Flight Of The Conchords are a musical comedy duo from New Zealand that are best known for their two-season series on HBO. The premise behind both the band and their TV show is that they’re a folk group trying to pull themselves from relative obscurity in NZ to world conquest with a base in NYC. While their debut release featured songs that had been road-tested for nearly 10 years, I Told You I Was Freaky comes directly from writing for the TV show, both musical and episodic. As you might imagine, the concepts are not as solidly developed on Freaky, yet the bits are still hilarious. What should be of interest to readers of ClassicRockMusicBlog.com is that comedians Jemaine Clement and Bret McKenzie are not merely passing themselves off as musicians. The songs on Freaky and its predecessor, Flight Of The Conchords, are written and performed by the duo themselves with only occasional appearances by other musicians and comedians. The songs are not only ridiculous and blasphemous on several levels; they also exhibit an understanding and love of many styles of music, from hip hop to reggae to folk, and yes, to classic rock as well.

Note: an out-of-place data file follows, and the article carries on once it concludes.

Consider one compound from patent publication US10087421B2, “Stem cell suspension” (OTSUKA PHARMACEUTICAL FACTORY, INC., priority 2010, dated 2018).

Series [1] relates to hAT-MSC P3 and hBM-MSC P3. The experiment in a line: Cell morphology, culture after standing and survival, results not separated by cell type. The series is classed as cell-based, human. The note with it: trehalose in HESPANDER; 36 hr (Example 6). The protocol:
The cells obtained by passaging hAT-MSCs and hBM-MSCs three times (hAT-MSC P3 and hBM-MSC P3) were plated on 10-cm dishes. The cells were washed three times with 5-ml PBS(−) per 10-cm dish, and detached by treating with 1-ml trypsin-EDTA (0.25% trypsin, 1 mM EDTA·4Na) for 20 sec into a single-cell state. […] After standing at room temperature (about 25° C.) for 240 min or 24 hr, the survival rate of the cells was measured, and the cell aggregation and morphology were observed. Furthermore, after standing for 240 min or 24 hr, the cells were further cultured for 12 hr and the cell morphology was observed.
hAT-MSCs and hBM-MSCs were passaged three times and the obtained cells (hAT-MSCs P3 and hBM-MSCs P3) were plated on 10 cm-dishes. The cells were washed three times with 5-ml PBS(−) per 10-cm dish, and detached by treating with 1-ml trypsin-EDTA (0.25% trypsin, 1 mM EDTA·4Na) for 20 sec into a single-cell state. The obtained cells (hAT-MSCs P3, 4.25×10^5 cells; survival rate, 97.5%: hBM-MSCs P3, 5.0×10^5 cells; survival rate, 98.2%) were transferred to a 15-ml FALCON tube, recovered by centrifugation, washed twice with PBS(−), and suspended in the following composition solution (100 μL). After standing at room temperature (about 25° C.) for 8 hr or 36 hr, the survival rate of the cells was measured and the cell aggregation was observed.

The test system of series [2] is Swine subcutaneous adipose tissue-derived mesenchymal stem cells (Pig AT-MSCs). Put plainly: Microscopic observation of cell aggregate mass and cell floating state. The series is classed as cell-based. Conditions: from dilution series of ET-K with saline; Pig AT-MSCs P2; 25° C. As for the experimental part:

If you weren’t familiar with Flight Of The Conchords before reading this and you’re now imagining that they’re sort of like Spinal Tap for the cultural mash of the 21st Century, then you’re starting to get the drift. Just as Spinal Tap focused on a washed up, never was band of metal heads that began (like many classic rock and metal bands) as a hard hitting bunch of R&B rockers that morphed through flower power before settling into their role as obliviously sexist failures, Flight Of The Conchords are similarly washed up before they could get started and experimental with types of music that will command an audience of new followers. As artists trying to create a believable yet totally false history of a non-existent group, they’ve got to be able to write, play and sing the material. Spinal Tap “existed” for one movie, a handful of records, and only a few live performances. Flight Of The Conchords are currently touring Europe, even though their TV show will not return and future Conchords projects are left somewhat in limbo. And just as the actors participating in Spinal Tap are seen in many, many TV shows and films outside of that project, Clement and McKenzie have also been seen separately in numerous movies and TV commercials. The biggest difference between Tap and The Conchords is that the kiwi outfit puts infinitely more into their music than Tap ever did. The songs are funny, yes, but the project is absolutely serious. Here are some examples: